See it for yourself: Pearrygin is another park that transforms into a snow lover’s paradise in winter. A Methow Valley gem on the shores of a sparkling high-desert lake, this park has great snowshoeing, snow hiking and now fat biking. Learn more here.
Wallace Falls State Park
The hike: Twenty-one kids of all ages turned out to trek with Ranger Kevin Lease up the winding (and breathtaking) Woody Trail at Wallace Falls State Park. The prize? Spectacular views of Middle Falls, the 265-foot-high waterfall and crown jewel of the park. Was it fun? You be the judge, but they look pretty happy to us!
See it for yourself: Did you know that Wallace Falls State Park actually comprises nine waterfalls? Each one is a jewel. And with seasonal rain pumping up the volume, every fall is at its fullest and finest right now! With camping, boating, cabins and more, Wallace Falls is a vacation destination. Learn more about what this West Cascades park has to offer here.
Rockport State Park
The hike: Thirty hikers turned out for the five guided hikes at Rockport State Park. But the forest fun doesn’t stop on Jan. 1. Through Feb. 15 the interpretive staff will be leading the Deep Forest Experience hikes take place between 10 a.m. and 2 p.m. every Friday, Saturday and Sunday. Stroll through the 670-acre park—a rare, old growth forest of ancient cedar, fir, hemlock and maple teeming with lichen and moss. Some of the Douglas-fir trees are 250-feet tall and more than 300-years old. Following the hikes, visitors can participate in a fun craft activity in the park’s Discovery Center, which also has interactive wildlife displays, books and games.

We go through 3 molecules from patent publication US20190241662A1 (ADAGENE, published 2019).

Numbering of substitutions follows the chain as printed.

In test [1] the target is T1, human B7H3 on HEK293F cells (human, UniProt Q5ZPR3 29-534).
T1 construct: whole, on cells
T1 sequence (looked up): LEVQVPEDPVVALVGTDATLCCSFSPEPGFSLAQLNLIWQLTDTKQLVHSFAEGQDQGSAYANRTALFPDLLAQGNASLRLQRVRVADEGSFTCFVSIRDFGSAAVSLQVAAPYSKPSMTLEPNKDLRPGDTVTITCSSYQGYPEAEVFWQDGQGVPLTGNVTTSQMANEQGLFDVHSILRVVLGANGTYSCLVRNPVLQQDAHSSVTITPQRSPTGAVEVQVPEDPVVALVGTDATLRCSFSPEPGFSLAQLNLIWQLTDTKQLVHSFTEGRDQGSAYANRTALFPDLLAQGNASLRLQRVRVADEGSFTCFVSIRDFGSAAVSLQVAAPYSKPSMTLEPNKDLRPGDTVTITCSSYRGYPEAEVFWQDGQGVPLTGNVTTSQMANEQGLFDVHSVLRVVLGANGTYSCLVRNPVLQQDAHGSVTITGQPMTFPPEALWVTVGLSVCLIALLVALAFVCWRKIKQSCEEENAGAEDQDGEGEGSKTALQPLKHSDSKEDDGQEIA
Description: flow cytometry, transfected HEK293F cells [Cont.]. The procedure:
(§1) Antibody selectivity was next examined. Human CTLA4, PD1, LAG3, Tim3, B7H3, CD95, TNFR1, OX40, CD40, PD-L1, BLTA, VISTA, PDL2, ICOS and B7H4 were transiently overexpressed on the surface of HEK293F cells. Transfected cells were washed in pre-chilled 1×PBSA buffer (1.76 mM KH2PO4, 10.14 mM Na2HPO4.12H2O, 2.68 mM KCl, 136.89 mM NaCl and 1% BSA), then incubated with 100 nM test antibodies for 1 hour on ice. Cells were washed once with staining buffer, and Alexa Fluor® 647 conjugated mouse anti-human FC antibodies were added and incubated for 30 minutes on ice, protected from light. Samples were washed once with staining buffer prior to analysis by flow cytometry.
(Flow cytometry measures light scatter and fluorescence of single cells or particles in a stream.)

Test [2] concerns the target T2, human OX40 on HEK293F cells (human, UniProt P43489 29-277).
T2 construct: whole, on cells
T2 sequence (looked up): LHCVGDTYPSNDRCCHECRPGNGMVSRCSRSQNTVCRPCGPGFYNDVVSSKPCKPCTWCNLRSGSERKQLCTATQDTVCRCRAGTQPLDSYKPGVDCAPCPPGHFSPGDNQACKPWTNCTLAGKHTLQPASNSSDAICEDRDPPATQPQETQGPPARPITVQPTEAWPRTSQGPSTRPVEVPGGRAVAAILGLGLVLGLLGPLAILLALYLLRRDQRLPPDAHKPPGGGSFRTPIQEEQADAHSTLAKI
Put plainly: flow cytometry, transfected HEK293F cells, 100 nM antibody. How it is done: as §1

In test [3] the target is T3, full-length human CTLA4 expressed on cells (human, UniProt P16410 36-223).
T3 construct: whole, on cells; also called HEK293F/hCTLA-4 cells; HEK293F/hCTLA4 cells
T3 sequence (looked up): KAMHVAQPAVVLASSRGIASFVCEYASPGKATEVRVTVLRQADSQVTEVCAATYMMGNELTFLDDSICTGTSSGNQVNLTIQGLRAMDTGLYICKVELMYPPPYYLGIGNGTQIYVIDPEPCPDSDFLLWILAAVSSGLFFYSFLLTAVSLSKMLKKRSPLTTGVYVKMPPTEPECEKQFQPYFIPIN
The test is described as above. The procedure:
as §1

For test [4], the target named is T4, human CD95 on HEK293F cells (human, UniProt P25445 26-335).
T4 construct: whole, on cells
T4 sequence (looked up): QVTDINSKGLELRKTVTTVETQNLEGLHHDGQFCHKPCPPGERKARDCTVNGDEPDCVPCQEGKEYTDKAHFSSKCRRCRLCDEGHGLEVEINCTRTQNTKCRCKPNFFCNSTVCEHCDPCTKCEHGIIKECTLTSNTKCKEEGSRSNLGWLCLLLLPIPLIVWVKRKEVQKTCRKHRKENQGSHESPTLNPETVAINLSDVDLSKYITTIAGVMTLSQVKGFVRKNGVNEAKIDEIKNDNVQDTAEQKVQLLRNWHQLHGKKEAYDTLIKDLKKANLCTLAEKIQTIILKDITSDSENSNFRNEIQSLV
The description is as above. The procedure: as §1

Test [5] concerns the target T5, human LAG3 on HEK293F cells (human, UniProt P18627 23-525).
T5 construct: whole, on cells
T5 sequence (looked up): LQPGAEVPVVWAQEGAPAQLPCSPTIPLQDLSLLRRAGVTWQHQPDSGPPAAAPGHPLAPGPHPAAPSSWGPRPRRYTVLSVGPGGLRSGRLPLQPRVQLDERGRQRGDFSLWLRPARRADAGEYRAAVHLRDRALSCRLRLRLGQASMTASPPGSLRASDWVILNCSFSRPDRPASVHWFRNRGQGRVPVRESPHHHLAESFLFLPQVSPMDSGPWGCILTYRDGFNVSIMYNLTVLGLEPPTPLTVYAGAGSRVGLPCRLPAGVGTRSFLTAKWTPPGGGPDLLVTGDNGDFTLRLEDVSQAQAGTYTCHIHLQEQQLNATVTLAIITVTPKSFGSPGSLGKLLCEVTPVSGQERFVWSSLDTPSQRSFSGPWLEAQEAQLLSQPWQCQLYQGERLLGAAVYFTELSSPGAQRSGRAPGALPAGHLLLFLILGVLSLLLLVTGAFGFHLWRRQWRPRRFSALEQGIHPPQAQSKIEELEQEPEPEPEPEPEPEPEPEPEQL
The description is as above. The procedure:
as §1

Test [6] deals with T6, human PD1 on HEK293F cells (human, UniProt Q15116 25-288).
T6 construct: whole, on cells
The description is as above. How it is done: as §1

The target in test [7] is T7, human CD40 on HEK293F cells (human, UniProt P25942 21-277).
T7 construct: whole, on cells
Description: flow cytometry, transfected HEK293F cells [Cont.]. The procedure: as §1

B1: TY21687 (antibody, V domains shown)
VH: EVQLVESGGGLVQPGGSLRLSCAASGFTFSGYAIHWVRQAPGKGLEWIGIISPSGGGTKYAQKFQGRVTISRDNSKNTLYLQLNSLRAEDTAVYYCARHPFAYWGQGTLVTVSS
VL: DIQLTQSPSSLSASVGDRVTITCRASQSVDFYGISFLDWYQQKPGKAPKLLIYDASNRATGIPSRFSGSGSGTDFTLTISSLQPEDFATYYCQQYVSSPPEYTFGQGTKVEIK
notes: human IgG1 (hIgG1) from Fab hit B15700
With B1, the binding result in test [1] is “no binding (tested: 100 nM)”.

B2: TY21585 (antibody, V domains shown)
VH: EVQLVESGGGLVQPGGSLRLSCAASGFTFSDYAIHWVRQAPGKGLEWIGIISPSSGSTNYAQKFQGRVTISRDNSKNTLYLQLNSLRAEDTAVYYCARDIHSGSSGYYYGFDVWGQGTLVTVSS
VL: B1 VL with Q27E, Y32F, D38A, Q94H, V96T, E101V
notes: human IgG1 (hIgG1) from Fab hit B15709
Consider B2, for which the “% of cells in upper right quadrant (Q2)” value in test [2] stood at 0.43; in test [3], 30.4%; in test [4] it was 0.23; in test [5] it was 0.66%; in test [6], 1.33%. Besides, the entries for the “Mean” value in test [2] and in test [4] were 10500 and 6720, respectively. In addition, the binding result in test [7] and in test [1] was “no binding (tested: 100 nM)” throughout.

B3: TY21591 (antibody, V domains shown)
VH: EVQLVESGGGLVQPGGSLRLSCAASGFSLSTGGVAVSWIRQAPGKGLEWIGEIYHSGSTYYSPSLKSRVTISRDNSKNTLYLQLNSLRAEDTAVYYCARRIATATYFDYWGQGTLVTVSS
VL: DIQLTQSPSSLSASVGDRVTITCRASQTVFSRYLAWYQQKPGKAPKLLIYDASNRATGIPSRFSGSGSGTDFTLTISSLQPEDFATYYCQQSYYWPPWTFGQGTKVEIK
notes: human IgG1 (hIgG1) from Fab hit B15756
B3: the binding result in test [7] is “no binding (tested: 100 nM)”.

See it for yourself: With its serene, verdant and ancient forest, Rockport is a day-use park where you can find something unique and new every time you visit. Come discover this old growth forest wonder! Learn more here.
Camano Island and Cama Beach State Parks
The hikes: More than 120 hikers turned out for a taste of the island life, Pacific Northwest style. Visitors learned about Camano Island’s past as a logging camp and took some gorgeous pictures of the Puget Sound on a rare cloudless day. The five dozen hikers who turned out for Cama Beach’s family-friendly hike toured the Al Emerson Nature Trail, a fun and fern-filled tour for kids (and parents too).
See them for yourself: Camano Island and Cama Beach state parks are popular for good reason. Not only beautiful, they have a lot to offer, from history to boating to premium-quality vacation accommodations at a bargain hunter’s dream price. Why not try them both? Learn more about Camano Island and Cama Beach at our website.